Red Bull gives you wings to fly, or at least that’s what the commercial says.
As an energy drink, it’s among the most popular with 5 billion cans being sold annually throughout the world. Red Bull also has its name tied to sports such as biking, motorsports, surf, and even air sports. There’s even a Formula One team called Red Bull Racing.
Red Bull is marketed as a way to improve energy and boost mental and physical performance.
But is Red Bull vegan? Let’s have a closer look.
What is Red Bull?
While the exact composition may vary between countries, the ingredients usually include:
- Carbonated water
- Baking soda
- Citric acid
- Magnesium carbonate
- Artificial colors
- Natural flavors
Red Bull also sells sugar-free options such as Red Bull Zero and Red Bull Sugarfree, which use artificial sweeteners (aspartame and acesulfame K) to replace sugar.
Overall, the ingredients in a Red Bull are designed to give you an energy boost, which may come at a cost in the long-term.
Too Much Red Bull May Have Negative Repercussions
Just like any energy drink, Red Bull contains many crappy ingredients.
While it’s rare, excessively drinking Red Bull may lead to a heart attack or even death. In fact, this has occurred in cases where young men reportedly drank energy drinks regularly and in excess.
But of course, this is the worst-case scenario.
At the same time, we should be cautious because the side-effects can also be daunting. Regularly consuming Red Bull (or other energy drinks) can increase the risk for conditions such as:
- High blood pressure and heart rate
- Type 2 diabetes
- Tooth damage
- Kidney health
- Caffeine overdose and toxicity.
It’s high in sugars and has little nutritional value. While I understand the love for Red Bull, you can always find healthier alternatives to boost your energy levels, such as coffee or caffeinated tea.
If you absolutely love Red Bull, please drink it moderately.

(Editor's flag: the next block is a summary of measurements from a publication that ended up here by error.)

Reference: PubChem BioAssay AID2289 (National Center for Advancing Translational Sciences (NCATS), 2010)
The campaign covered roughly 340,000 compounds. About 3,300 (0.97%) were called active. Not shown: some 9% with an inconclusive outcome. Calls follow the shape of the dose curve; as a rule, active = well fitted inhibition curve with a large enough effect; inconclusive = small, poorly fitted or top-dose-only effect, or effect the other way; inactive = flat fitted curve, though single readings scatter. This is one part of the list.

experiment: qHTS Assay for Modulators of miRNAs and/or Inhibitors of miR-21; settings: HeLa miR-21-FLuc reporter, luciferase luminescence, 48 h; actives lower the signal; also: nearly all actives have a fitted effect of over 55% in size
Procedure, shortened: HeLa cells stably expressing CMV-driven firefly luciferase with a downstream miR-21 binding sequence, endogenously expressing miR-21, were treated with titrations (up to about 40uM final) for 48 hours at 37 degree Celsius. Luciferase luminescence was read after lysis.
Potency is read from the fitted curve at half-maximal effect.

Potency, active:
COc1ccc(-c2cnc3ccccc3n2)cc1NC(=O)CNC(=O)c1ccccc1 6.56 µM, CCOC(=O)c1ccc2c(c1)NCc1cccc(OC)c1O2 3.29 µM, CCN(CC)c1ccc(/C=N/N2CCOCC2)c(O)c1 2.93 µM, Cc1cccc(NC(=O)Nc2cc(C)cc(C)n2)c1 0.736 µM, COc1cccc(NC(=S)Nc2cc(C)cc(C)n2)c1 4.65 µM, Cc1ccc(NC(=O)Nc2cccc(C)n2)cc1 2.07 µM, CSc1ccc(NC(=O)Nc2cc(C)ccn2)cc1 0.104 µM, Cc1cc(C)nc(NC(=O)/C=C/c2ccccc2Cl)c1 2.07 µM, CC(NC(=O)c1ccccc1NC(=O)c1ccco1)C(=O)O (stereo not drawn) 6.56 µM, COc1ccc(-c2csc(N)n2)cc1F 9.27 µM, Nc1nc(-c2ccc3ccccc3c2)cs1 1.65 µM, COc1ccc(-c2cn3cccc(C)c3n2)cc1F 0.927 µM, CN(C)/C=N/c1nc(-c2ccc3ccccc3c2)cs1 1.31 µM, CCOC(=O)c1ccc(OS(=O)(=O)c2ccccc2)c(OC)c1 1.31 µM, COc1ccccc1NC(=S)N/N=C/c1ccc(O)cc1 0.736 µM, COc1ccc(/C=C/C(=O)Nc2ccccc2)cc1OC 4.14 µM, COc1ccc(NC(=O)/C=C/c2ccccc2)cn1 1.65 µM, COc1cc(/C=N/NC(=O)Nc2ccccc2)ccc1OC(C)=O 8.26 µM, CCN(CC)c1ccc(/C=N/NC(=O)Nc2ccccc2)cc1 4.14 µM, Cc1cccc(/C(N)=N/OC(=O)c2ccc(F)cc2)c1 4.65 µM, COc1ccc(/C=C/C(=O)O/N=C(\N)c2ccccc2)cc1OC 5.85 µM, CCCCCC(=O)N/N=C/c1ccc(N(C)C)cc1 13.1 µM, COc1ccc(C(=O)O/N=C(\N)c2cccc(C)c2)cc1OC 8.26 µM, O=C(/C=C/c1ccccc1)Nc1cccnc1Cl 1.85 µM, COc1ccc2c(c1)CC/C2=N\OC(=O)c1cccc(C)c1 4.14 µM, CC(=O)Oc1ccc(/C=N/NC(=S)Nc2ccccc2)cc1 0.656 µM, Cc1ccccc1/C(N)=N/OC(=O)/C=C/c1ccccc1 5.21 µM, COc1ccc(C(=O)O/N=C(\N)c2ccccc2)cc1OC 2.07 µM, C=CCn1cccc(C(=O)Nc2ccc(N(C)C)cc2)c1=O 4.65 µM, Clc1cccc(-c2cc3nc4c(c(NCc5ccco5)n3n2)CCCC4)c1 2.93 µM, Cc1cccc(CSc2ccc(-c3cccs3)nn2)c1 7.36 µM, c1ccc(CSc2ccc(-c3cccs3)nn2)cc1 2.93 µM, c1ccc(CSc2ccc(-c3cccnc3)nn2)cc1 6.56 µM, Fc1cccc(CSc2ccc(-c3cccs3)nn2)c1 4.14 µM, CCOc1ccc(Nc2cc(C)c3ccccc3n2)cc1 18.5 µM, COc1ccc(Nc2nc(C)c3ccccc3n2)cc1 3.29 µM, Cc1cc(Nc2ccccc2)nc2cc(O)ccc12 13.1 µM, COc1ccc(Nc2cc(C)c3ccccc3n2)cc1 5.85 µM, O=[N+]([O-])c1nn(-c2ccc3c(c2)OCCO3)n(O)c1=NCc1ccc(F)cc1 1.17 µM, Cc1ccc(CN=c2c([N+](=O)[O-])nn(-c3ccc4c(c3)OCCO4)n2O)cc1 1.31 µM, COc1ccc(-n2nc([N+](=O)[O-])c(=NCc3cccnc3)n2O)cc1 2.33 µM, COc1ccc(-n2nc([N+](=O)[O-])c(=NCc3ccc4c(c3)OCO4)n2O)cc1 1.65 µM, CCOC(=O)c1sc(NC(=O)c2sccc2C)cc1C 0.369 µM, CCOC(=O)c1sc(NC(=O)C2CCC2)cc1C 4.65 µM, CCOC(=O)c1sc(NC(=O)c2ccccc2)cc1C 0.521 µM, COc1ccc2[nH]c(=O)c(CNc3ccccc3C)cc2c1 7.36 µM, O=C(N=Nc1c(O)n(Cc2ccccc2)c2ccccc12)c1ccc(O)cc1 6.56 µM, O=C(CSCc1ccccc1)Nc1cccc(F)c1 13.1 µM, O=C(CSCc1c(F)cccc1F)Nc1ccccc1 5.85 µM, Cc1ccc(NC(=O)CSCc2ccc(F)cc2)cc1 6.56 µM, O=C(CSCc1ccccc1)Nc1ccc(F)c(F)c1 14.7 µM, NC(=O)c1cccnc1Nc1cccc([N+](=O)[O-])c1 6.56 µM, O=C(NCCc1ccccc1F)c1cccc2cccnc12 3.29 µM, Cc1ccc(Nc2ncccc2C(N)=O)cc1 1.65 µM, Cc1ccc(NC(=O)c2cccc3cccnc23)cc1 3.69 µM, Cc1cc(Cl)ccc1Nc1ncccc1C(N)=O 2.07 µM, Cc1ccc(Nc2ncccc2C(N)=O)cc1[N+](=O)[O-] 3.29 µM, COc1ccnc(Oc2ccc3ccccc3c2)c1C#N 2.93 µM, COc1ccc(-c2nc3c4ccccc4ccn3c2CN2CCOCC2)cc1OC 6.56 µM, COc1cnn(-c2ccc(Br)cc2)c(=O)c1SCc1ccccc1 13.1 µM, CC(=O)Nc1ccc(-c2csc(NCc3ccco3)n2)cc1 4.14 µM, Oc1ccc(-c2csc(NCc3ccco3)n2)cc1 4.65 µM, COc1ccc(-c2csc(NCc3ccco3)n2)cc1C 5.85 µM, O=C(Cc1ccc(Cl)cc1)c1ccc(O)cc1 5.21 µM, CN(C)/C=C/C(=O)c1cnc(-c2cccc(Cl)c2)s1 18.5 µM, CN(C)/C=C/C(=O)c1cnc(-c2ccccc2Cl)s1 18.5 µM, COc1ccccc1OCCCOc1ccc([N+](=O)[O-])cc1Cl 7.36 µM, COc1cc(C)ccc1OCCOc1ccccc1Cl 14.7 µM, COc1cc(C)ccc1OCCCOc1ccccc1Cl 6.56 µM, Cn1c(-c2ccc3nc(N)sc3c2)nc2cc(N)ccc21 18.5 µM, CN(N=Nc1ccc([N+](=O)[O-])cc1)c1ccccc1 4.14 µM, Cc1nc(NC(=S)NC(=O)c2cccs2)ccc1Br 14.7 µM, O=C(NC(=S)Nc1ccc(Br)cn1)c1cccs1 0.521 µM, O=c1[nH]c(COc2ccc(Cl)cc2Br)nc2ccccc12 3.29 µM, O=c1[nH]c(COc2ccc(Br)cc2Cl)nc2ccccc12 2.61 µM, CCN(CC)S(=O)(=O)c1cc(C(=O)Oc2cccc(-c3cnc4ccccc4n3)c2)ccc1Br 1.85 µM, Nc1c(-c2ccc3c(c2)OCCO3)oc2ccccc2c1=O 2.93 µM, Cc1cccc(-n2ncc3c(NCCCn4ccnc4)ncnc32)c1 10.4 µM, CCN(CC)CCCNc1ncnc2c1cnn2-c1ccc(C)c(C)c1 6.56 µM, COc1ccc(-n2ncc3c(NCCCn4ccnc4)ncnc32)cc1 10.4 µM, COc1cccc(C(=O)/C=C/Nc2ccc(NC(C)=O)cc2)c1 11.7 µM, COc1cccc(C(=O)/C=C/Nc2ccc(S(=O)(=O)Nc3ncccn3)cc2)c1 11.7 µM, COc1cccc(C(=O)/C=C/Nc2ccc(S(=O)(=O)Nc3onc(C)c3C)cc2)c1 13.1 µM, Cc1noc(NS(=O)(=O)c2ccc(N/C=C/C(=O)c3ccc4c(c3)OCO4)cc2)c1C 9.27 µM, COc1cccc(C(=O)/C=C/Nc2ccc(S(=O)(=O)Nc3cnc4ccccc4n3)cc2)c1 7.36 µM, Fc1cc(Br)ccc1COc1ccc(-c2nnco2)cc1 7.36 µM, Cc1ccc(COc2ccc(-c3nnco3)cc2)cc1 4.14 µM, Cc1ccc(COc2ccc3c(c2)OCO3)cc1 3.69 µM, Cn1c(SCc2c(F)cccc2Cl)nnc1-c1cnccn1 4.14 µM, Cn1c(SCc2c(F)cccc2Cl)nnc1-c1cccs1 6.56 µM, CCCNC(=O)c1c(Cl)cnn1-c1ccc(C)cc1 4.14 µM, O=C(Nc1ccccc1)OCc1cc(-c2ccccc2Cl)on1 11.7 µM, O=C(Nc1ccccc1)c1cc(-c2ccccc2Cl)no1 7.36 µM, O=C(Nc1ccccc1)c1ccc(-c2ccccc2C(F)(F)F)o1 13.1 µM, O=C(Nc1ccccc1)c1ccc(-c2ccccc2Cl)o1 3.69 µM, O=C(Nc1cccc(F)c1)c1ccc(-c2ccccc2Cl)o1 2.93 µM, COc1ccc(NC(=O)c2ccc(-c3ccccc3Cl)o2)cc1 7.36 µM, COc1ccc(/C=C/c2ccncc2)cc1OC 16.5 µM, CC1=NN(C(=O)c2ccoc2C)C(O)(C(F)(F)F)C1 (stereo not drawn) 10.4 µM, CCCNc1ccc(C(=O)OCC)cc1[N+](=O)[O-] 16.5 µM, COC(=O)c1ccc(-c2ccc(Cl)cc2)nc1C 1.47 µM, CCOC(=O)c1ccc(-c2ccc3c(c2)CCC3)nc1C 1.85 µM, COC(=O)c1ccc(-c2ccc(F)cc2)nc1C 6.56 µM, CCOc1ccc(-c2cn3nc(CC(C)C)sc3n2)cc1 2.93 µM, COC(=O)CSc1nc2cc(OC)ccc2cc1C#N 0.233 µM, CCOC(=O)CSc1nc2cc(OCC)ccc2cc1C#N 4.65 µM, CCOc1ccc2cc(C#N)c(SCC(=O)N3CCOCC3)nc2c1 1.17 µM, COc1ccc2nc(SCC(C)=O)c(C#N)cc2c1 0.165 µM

Why Redbull May Not Be Vegan.
From what I’ve checked, there are a few ingredients that place Red Bull on the grayline. However, this may depend on your own personal view.
For example, are you fine with not eating animal-based ingredients, but are cool with wearing polyester-made clothes? Each time you wash clothes made from polyester, micro-plastics flow through the waterways into rivers and oceans, eventually putting marine’ lives at risk.
If you’re a stricter vegan, you may not be fine with having artificial colors on a product.
Artificial Colors Are Tested On Animals.
This is a big issue in the vegan community.
Artificial colors are in many foods, especially energy drinks like Red Bull, Monster, Gatorade, etc. And sadly, each one has a long background of animal experiments, where it never ends well for the one being experimented on.
This is a tricky issue because it’s argued that animal testing is a necessary evil. After all, the purpose behind it is to prove the safety or danger of such substances.
Some people also suggest this is a one-off thing.
However, I’ve found this isn’t the case, at all.
They run experiments because artificial colors are linked to controversial health effects, which is the reason why laboratories insist on periodically making tests.
In other words, I don’t think these tests will stop anytime soon.
What? Natural Flavors Ain’t Vegan!?